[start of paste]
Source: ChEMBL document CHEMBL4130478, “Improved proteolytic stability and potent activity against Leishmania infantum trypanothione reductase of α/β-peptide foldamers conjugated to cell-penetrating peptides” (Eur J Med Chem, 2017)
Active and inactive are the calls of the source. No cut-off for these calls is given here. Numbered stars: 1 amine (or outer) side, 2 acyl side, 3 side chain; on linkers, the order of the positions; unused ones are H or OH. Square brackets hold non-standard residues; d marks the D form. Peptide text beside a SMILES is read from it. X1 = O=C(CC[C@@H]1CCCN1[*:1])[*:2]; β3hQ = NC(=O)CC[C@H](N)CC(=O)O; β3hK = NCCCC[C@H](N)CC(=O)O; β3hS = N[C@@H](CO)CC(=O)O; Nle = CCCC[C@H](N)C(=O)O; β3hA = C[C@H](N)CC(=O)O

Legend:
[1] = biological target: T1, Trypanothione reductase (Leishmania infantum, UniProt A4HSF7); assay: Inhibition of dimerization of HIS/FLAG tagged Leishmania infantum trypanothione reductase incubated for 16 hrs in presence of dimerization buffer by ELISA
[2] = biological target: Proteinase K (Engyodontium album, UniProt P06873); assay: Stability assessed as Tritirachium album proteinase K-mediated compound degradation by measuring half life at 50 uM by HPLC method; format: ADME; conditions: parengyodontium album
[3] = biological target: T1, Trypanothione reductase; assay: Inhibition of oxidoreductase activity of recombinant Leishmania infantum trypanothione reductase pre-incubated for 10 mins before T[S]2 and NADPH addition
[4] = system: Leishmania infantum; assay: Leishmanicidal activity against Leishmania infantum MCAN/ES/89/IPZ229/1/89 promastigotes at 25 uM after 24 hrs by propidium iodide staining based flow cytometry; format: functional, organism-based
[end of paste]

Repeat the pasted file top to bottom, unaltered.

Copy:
Source: ChEMBL document CHEMBL4130478, “Improved proteolytic stability and potent activity against Leishmania infantum trypanothione reductase of α/β-peptide foldamers conjugated to cell-penetrating peptides” (Eur J Med Chem, 2017)
Active and inactive are the calls of the source. No cut-off for these calls is given here. Numbered stars: 1 amine (or outer) side, 2 acyl side, 3 side chain; on linkers, the order of the positions; unused ones are H or OH. Square brackets hold non-standard residues; d marks the D form. Peptide text beside a SMILES is read from it. X1 = O=C(CC[C@@H]1CCCN1[*:1])[*:2]; β3hQ = NC(=O)CC[C@H](N)CC(=O)O; β3hK = NCCCC[C@H](N)CC(=O)O; β3hS = N[C@@H](CO)CC(=O)O; Nle = CCCC[C@H](N)C(=O)O; β3hA = C[C@H](N)CC(=O)O

Legend:
[1] = biological target: T1, Trypanothione reductase (Leishmania infantum, UniProt A4HSF7); assay: Inhibition of dimerization of HIS/FLAG tagged Leishmania infantum trypanothione reductase incubated for 16 hrs in presence of dimerization buffer by ELISA
[2] = biological target: Proteinase K (Engyodontium album, UniProt P06873); assay: Stability assessed as Tritirachium album proteinase K-mediated compound degradation by measuring half life at 50 uM by HPLC method; format: ADME; conditions: parengyodontium album
[3] = biological target: T1, Trypanothione reductase; assay: Inhibition of oxidoreductase activity of recombinant Leishmania infantum trypanothione reductase pre-incubated for 10 mins before T[S]2 and NADPH addition
[4] = system: Leishmania infantum; assay: Leishmanicidal activity against Leishmania infantum MCAN/ES/89/IPZ229/1/89 promastigotes at 25 uM after 24 hrs by propidium iodide staining based flow cytometry; format: functional, organism-based